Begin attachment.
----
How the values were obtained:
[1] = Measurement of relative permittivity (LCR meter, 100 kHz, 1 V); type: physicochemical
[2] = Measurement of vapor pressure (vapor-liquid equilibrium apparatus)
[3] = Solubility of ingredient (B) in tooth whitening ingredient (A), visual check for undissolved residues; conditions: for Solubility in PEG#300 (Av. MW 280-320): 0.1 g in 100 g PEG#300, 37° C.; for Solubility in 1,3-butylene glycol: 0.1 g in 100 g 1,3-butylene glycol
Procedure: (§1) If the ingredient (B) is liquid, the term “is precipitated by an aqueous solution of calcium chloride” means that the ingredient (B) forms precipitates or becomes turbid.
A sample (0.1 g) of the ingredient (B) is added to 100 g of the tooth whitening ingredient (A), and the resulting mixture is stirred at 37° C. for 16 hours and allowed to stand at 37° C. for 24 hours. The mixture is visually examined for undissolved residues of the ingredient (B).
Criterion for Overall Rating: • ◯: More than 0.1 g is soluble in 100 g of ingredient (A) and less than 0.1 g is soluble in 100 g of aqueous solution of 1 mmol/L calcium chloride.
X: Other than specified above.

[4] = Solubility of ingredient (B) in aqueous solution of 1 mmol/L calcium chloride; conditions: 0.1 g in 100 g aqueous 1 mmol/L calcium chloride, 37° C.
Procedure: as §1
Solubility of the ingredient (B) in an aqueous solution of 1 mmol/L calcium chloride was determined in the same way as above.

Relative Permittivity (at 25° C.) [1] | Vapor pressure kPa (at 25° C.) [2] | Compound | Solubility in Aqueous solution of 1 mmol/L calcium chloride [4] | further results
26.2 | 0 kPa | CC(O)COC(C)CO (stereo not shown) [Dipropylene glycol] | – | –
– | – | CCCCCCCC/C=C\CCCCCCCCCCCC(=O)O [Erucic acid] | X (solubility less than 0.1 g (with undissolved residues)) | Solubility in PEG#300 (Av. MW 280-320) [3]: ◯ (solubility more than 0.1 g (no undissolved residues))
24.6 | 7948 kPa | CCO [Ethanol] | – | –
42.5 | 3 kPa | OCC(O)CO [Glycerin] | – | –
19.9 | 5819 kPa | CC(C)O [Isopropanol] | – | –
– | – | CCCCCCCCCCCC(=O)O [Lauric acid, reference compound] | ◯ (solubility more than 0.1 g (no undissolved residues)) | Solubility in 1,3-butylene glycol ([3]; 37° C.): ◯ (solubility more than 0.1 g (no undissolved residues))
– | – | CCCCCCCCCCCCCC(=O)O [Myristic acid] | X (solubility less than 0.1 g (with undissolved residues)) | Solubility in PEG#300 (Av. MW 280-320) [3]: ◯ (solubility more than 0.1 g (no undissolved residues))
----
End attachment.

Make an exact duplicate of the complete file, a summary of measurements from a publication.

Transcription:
How the values were obtained:
[1] = Measurement of relative permittivity (LCR meter, 100 kHz, 1 V); type: physicochemical
[2] = Measurement of vapor pressure (vapor-liquid equilibrium apparatus)
[3] = Solubility of ingredient (B) in tooth whitening ingredient (A), visual check for undissolved residues; conditions: for Solubility in PEG#300 (Av. MW 280-320): 0.1 g in 100 g PEG#300, 37° C.; for Solubility in 1,3-butylene glycol: 0.1 g in 100 g 1,3-butylene glycol
Procedure: (§1) If the ingredient (B) is liquid, the term “is precipitated by an aqueous solution of calcium chloride” means that the ingredient (B) forms precipitates or becomes turbid.
A sample (0.1 g) of the ingredient (B) is added to 100 g of the tooth whitening ingredient (A), and the resulting mixture is stirred at 37° C. for 16 hours and allowed to stand at 37° C. for 24 hours. The mixture is visually examined for undissolved residues of the ingredient (B).
Criterion for Overall Rating: • ◯: More than 0.1 g is soluble in 100 g of ingredient (A) and less than 0.1 g is soluble in 100 g of aqueous solution of 1 mmol/L calcium chloride.
X: Other than specified above.

[4] = Solubility of ingredient (B) in aqueous solution of 1 mmol/L calcium chloride; conditions: 0.1 g in 100 g aqueous 1 mmol/L calcium chloride, 37° C.
Procedure: as §1
Solubility of the ingredient (B) in an aqueous solution of 1 mmol/L calcium chloride was determined in the same way as above.

Relative Permittivity (at 25° C.) [1] | Vapor pressure kPa (at 25° C.) [2] | Compound | Solubility in Aqueous solution of 1 mmol/L calcium chloride [4] | further results
26.2 | 0 kPa | CC(O)COC(C)CO (stereo not shown) [Dipropylene glycol] | – | –
– | – | CCCCCCCC/C=C\CCCCCCCCCCCC(=O)O [Erucic acid] | X (solubility less than 0.1 g (with undissolved residues)) | Solubility in PEG#300 (Av. MW 280-320) [3]: ◯ (solubility more than 0.1 g (no undissolved residues))
24.6 | 7948 kPa | CCO [Ethanol] | – | –
42.5 | 3 kPa | OCC(O)CO [Glycerin] | – | –
19.9 | 5819 kPa | CC(C)O [Isopropanol] | – | –
– | – | CCCCCCCCCCCC(=O)O [Lauric acid, reference compound] | ◯ (solubility more than 0.1 g (no undissolved residues)) | Solubility in 1,3-butylene glycol ([3]; 37° C.): ◯ (solubility more than 0.1 g (no undissolved residues))
– | – | CCCCCCCCCCCCCC(=O)O [Myristic acid] | X (solubility less than 0.1 g (with undissolved residues)) | Solubility in PEG#300 (Av. MW 280-320) [3]: ◯ (solubility more than 0.1 g (no undissolved residues))